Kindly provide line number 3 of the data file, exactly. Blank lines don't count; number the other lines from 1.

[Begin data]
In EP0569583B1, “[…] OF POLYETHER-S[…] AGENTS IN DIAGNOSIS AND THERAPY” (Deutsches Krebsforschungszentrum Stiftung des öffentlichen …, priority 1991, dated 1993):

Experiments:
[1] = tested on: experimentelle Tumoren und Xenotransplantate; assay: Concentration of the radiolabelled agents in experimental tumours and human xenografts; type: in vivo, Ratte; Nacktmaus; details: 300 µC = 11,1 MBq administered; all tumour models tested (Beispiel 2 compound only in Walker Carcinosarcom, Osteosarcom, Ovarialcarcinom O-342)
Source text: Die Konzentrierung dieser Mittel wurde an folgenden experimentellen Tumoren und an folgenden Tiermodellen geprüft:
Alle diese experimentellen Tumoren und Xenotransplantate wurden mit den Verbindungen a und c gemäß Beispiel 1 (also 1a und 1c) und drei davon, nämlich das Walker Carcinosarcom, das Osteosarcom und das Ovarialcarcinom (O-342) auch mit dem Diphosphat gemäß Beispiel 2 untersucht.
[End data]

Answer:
[1] = tested on: experimentelle Tumoren und Xenotransplantate; assay: Concentration of the radiolabelled agents in experimental tumours and human xenografts; type: in vivo, Ratte; Nacktmaus; details: 300 µC = 11,1 MBq administered; all tumour models tested (Beispiel 2 compound only in Walker Carcinosarcom, Osteosarcom, Ovarialcarcinom O-342)